It isn't surprising that Lucinda Williams' level of craft takes time to assemble, but the six-year wait between Sweet Old World and its 1998 follow-up, Car Wheels on a Gravel Road, still raised eyebrows. The delay stemmed both from label difficulties and Williams' meticulous perfectionism, the latter reportedly over a too-produced sound and her own vocals. Listening to the record, one can understand why both might have concerned Williams. Car Wheels is far and away her most produced album to date, which is something of a mixed blessing. Its surfaces are clean and contemporary, with something in the timbres of the instruments (especially the drums) sounding extremely typical of a late-'90s major-label roots-rock album.
Lucinda Williams self-titled album Lucinda Williams, often referred to as The Rough Trade album released as a 25th Anniversary Special Reissue on January 14, 2014. The album, originally released in 1988, has been out of print for 10 years. The package includes a remastered album along with a bonus disk containing an unreleased 1989 concert in Eindhoven, Netherlands. This double-disc remaster was funded through a Pledge Music campaign; its sound is utterly fantastic. In addition to the original album, it includes a bonus disc that features a 14-song concert from the Netherlands in 1989 known as "Eindhoven Live" and featuring guitarist Gurf Morlix, as well as three tracks recorded at station KPFK, two more from KCRW, and one from NOISE. This is the way to reissue a classic recording.
Calling her own shots seems to agree with Lucinda Williams. While the singer/songwriter has long had a reputation for taking her time between albums, she's back with another double-disc set, The Ghosts of Highway 20, just a year-and-a-half later. She launched her own label with Down Where the Spirit Meets the Bone in the fall of 2014. In many ways, The Ghosts of Highway 20 feels like a companion piece to Down Where the Spirit Meets the Bone in its emotionally direct approach and willingness to let the songs play themselves out at their own pace. – they drift with the current, but they don't meander, and they get where they're going in their own sweet time.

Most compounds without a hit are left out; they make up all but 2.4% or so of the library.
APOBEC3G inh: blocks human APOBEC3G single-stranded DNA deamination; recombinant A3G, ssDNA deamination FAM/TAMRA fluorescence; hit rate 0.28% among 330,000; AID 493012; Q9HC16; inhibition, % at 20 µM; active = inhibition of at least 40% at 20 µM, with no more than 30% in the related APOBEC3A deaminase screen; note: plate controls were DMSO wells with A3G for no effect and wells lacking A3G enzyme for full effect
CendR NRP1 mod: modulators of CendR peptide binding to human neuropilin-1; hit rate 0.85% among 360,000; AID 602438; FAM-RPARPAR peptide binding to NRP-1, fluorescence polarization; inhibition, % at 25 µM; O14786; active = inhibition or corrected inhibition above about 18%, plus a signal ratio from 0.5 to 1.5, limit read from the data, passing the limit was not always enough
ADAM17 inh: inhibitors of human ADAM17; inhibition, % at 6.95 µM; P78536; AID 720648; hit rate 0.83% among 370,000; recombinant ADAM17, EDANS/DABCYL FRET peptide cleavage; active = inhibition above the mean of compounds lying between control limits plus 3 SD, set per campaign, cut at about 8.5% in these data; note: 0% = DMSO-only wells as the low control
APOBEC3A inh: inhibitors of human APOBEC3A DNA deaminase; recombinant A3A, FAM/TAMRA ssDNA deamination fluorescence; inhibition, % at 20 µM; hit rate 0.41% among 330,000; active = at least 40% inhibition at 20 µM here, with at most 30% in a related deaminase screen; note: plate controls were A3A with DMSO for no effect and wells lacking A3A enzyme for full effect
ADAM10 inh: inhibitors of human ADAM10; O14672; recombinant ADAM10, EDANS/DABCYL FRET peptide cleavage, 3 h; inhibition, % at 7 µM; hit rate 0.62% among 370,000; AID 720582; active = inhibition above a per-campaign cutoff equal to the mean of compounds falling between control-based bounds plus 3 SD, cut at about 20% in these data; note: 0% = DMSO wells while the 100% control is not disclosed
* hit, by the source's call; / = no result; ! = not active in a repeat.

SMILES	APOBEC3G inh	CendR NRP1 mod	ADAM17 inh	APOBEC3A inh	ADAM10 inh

Lucinda Williams does anguish so well it’s easy to forget that Happy Woman Blues is not just the title of her 1980 album, but also the way she thinks of herself. That identity comes across full force in Little Honey, the follow-up to 2007’s heavily brooding West, where her melancholy voice seemed to creak with sadness. Here, a full-throated Williams revels in the rejuvenation of her engagement to her manager/co-producer Tom Overby, over whom she’s positively giddy on "Real Love." Her newfound bliss opens the floodgates to a musical revival, as well, since Little Honey, her ninth studio album, ranks as one of her most diverse, ranging from pounding rock ‘n’ roll (the raw sex of the title track) to the Hank Williams-ish country blues of "Well, Well, Well," to "Knowing"'s ‘60s soul. But some of the finest writing appears on "Plan to Marry," as thoughtful a meditation on love as any time-honored sonnet. Just when Williams seems to have run the gamut, she pulls out a Stones-y (via Louisiana) cover of AC/DC’s "It’s a Long Way to the Top" as the punctuation mark. It all makes for a rollicking ride with one of roots-rock's most unpredictable and passionate artists.
Lucinda Williams has earned a reputation for her meticulous approach to making albums, but a careful listen to her work suggests that she isn't trying to make her music sound perfect, she just wants it to sound right, and she isn't afraid to spend the extra time waiting for the charmed moment to get caught on tape. This attitude seems to be borne out in her first-ever concert album, Live @ The Fillmore, which manages to sound carefully considered, and a model of "warts and all" authenticity at the same time.